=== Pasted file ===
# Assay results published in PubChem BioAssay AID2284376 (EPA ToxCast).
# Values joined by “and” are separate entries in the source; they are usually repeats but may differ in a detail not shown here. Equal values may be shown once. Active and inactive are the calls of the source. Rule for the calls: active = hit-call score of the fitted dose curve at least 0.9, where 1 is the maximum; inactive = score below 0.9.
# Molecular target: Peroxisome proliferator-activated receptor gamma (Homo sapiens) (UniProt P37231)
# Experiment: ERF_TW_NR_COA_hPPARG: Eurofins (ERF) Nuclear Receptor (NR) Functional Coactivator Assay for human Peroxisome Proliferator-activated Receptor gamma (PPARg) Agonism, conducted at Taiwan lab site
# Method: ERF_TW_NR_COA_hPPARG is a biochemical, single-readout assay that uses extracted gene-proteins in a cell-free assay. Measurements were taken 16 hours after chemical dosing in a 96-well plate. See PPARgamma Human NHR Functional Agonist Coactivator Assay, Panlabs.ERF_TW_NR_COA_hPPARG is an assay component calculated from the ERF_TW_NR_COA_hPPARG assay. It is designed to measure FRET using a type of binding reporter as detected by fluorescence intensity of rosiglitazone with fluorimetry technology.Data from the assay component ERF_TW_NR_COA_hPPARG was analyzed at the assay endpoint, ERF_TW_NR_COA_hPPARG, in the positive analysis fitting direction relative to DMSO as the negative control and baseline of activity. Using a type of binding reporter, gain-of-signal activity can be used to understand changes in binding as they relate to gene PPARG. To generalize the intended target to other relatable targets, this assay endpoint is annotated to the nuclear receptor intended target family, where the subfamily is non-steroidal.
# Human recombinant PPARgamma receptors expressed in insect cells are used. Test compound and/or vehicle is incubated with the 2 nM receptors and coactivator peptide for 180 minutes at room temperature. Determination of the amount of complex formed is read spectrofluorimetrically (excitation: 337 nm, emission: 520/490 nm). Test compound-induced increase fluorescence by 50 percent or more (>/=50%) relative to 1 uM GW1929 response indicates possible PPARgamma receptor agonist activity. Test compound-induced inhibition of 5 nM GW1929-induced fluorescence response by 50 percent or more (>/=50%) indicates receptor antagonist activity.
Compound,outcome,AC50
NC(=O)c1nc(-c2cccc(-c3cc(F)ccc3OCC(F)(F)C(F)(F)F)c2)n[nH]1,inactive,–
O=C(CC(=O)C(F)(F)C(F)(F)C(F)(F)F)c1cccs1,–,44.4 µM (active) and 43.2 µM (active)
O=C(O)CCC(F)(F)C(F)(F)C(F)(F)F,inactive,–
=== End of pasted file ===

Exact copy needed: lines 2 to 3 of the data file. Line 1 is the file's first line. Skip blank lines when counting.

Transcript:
# Values joined by “and” are separate entries in the source; they are usually repeats but may differ in a detail not shown here. Equal values may be shown once. Active and inactive are the calls of the source. Rule for the calls: active = hit-call score of the fitted dose curve at least 0.9, where 1 is the maximum; inactive = score below 0.9.
# Molecular target: Peroxisome proliferator-activated receptor gamma (Homo sapiens) (UniProt P37231)